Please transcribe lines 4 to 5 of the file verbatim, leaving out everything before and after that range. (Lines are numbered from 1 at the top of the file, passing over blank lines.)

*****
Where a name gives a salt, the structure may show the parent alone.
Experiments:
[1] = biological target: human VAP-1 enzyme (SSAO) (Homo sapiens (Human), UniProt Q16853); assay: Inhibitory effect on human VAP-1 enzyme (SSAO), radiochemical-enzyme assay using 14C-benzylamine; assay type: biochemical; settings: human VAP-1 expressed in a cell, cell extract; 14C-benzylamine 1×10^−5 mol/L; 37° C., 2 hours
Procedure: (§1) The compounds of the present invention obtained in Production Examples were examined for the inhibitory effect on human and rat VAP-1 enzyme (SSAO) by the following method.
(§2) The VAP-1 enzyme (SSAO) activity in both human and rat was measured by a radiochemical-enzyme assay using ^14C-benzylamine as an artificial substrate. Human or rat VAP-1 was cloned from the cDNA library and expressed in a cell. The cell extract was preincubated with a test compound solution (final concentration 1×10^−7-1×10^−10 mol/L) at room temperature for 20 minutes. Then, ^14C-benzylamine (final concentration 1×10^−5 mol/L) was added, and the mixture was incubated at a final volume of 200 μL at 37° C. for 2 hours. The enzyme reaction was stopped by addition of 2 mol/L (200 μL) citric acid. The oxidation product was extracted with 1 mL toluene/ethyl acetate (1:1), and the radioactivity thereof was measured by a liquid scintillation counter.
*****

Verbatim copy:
Procedure: (§1) The compounds of the present invention obtained in Production Examples were examined for the inhibitory effect on human and rat VAP-1 enzyme (SSAO) by the following method.
(§2) The VAP-1 enzyme (SSAO) activity in both human and rat was measured by a radiochemical-enzyme assay using ^14C-benzylamine as an artificial substrate. Human or rat VAP-1 was cloned from the cDNA library and expressed in a cell. The cell extract was preincubated with a test compound solution (final concentration 1×10^−7-1×10^−10 mol/L) at room temperature for 20 minutes. Then, ^14C-benzylamine (final concentration 1×10^−5 mol/L) was added, and the mixture was incubated at a final volume of 200 μL at 37° C. for 2 hours. The enzyme reaction was stopped by addition of 2 mol/L (200 μL) citric acid. The oxidation product was extracted with 1 mL toluene/ethyl acetate (1:1), and the radioactivity thereof was measured by a liquid scintillation counter.